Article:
Autism is NOT one size fits all -

Autism is NOT one size fits all

I want to preface this post with a few things. I’m not attempting to force anyone to see things my way. I realize, that we will never all be on the same page. However, what I hope to do is point out a problem within the Autism community that contributes to the rift that has occurred between parents of kids in different places on the spectrum.  I think that we need to be able to show a basic level of respect for each other. Everyone’s experience with Autism is different. It’s important to realize that one person’s experience with Autism does not mirror another person’s by default.

Update: This whole thing has gotten out of control. I never said anyone was “dishonest” as I have been quoted as saying. When I say Autism and Aspergers aren’t in the same universe, I’m referring to parenting and challenges and I’m doing so in the general sense. I realize that this is not always the case, but I was simply trying to make a point. This was never meant to be taken as a blanket statement and certainly not in a diagnostic way. Something that people seem to be missing is that I’m speaking to my experience. I’m very aware that everyone’s experience can be different.  I also know how challenging Aspergers can be. I want to make very clear that I was never trying to create division as has been suggested and I’m certainly not complaining about my family. 

What I find most disturbing is that some people are so quick to dismiss my experience simply because they haven’t been on the receiving end of judgement like this. It’s important to be aware that simply because you haven’t experienced something doesn’t mean it doesn’t happen to others. Many of you have shared your stories either via email or in the form of a comment. I know that I’m not alone in what my family deals with. Sometimes all the positive attitude in the world can’t overcome the overwhelming challenges some of us face. Having people criticize us for feeling the way we do just makes things all that more difficult. I know that my attitude no matter how positive or negative it may be, will never change the reality I find myself in. I’m not a negative person, I never give up and I keep my family afloat. Saying anything to the contrary, shows that you don’t really know me or our story.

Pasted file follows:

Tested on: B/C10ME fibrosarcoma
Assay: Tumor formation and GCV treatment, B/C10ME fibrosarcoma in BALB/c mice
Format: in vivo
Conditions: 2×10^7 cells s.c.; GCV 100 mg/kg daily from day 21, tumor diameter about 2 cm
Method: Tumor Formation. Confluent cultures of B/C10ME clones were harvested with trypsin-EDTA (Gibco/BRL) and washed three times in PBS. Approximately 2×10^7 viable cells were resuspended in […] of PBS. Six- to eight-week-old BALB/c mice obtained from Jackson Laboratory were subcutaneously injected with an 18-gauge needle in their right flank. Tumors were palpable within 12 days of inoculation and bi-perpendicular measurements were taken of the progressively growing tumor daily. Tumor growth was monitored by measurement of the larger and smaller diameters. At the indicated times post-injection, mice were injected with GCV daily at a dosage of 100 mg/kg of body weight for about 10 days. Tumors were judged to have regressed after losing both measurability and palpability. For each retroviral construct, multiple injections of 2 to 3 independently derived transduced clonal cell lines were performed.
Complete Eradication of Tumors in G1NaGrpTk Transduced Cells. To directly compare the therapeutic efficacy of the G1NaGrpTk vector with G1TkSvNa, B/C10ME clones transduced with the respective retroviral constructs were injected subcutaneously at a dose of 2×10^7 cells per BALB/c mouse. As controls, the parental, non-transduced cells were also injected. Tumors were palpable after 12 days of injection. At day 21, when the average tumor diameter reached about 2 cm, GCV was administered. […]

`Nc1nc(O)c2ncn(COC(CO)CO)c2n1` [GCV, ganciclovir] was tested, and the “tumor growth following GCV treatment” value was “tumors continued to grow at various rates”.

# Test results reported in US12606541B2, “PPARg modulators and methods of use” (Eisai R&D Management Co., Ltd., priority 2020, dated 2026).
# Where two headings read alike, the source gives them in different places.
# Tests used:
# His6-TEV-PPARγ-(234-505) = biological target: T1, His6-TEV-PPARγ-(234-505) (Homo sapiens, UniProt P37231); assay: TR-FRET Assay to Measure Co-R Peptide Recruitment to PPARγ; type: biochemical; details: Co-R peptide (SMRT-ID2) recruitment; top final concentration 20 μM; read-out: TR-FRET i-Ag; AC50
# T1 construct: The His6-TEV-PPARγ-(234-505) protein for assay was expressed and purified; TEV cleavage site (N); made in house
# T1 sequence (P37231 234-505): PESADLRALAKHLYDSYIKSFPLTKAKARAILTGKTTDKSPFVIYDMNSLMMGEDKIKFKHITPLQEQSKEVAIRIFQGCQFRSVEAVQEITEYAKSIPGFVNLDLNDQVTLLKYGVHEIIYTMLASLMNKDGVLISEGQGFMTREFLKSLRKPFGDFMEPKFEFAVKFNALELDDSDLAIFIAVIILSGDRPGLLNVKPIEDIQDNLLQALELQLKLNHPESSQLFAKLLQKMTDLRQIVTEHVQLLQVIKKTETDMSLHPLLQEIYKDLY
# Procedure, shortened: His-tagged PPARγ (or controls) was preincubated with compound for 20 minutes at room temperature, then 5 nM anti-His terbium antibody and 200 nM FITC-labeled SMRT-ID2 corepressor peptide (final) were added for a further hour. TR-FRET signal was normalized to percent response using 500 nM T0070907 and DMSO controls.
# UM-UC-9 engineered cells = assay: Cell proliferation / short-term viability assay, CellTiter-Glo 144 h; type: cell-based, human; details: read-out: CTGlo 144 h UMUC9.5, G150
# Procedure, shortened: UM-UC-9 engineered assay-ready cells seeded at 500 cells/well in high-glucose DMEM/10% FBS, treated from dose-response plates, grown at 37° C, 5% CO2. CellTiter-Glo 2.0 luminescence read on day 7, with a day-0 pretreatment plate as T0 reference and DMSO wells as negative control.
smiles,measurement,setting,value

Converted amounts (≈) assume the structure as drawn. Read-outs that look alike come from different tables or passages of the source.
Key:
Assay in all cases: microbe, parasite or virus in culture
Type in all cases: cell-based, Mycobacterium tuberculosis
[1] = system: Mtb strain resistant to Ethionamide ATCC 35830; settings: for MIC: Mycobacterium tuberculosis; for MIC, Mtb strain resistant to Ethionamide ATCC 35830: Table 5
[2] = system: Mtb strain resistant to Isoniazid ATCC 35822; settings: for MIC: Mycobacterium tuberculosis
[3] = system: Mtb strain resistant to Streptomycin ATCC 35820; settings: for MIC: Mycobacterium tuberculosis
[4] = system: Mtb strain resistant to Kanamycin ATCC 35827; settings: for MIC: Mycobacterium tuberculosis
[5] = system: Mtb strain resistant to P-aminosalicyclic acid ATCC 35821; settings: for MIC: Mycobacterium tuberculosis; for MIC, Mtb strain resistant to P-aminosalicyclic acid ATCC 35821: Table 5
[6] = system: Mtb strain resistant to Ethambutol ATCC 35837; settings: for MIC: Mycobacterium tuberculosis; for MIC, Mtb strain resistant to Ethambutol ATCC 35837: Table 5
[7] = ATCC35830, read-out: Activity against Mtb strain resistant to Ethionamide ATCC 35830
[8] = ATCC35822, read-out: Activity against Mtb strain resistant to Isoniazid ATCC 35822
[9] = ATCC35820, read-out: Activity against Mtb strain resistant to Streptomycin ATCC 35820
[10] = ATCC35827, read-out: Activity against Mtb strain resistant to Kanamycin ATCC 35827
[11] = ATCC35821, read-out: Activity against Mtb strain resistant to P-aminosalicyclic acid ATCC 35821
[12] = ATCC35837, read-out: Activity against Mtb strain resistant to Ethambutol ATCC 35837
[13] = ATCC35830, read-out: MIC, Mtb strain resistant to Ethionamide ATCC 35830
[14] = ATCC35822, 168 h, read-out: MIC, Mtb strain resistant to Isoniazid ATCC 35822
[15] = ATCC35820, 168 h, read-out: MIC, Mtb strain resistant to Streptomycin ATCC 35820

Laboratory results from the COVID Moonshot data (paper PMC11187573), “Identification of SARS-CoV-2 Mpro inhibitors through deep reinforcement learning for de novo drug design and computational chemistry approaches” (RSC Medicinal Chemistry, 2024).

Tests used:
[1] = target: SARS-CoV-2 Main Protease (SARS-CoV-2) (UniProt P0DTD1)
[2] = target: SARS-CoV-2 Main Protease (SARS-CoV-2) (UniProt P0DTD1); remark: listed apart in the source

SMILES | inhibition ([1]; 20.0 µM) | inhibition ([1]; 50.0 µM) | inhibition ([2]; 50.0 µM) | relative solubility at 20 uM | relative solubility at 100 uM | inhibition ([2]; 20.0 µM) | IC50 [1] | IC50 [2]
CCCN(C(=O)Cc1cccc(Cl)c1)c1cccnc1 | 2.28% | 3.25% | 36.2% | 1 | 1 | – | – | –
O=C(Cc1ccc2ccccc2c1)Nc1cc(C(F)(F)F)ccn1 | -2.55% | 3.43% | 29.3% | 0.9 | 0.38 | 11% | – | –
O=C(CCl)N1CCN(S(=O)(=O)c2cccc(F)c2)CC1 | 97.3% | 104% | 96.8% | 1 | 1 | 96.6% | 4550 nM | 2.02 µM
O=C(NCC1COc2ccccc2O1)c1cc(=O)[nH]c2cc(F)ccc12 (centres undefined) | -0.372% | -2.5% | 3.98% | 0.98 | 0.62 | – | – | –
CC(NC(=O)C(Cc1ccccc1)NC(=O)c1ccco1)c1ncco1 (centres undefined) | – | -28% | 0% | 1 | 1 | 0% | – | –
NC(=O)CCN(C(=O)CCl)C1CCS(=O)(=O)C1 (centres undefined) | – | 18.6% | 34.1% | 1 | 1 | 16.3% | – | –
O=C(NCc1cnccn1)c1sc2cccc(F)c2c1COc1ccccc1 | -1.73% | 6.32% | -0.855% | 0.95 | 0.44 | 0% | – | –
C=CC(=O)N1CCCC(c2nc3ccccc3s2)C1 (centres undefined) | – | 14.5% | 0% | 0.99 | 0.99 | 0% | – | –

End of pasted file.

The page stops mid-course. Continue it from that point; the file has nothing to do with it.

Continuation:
I’m glad that some people seem to have never experienced the criticism that I and many others have faced. No one should ever have to deal with that. However, having my experience discounted simply because someone hasn’t had that happen to them, is not right. I really am saddened with how this has all gone down, but it doesn’t change anything. No one has to agree with me. 

I can’t please everyone and this just happens to be the first time something like this has happened to me. I’m prepared to move past this and I hope others can as well. 

This is my story and my family’s truth based solely on things that have happened directly to us. I will not apologize for what I wrote, however, I’m sorry that it was taken the way it was. I never intended for it to be picked apart and scrutinized. I’m sorry anyone took offense to this. That was never my goal. 


I have been thinking about something lately. I know…hard to believe…right? Seriously though, I want to speak my mind for a few minutes. You will either love me or hate me after this but I really think this needs to be said.

I have noticed a lot of criticism lately aimed at parent’s that tend to not see the positive side of Autism. I really am dumbfounded by the lack of compassion individuals in the Autism community can have for one another. I realize that my blog is sorta unique in the sense that I don’t try to paint a positive image where there isn’t one and I’m not afraid to address thereality of how Autism has affected my family.

Many of the Autism related blogs out there are really upbeat and positive…and that’s cool, if that’s their experience. I just wonder why people are so afraid to be more honest about their experience, especially when that experience is more negative?  I say this all the time but I’ll say it again. It’s so vitally important that we share our stories, both good and bad. The only way people (including those within the Autism community) are going to ever recognize and acknowledge that there is a difference between raising a child with Aspergers and raising a child with lower functioning Autism,  is if they know it’s there.

If we don’t speak up, no one will ever hear our voice and the world will go on seeing only one part of what Autism is.

I think it’s important for people to be as transparent as possible when it comes to something as misunderstood as Autism. I say misunderstood because the general public, heck, the special needs parents within the Autism community itself, seem to lack the understanding of just how profoundly dynamic Autism can and will be.

I know I sound like a scratched record, but Autism and Aspergers aren’t even in the same universe and I can comfortable say this having children in both places on the spectrum. What happens all to often, is that Aspergers becomes the public face of the Autism spectrum and it’s only voice. This is a huge problem, especially for families like mine. As a parent to 2 boys with Aspergers and 1 with Autism, I feel very comfortable saying that.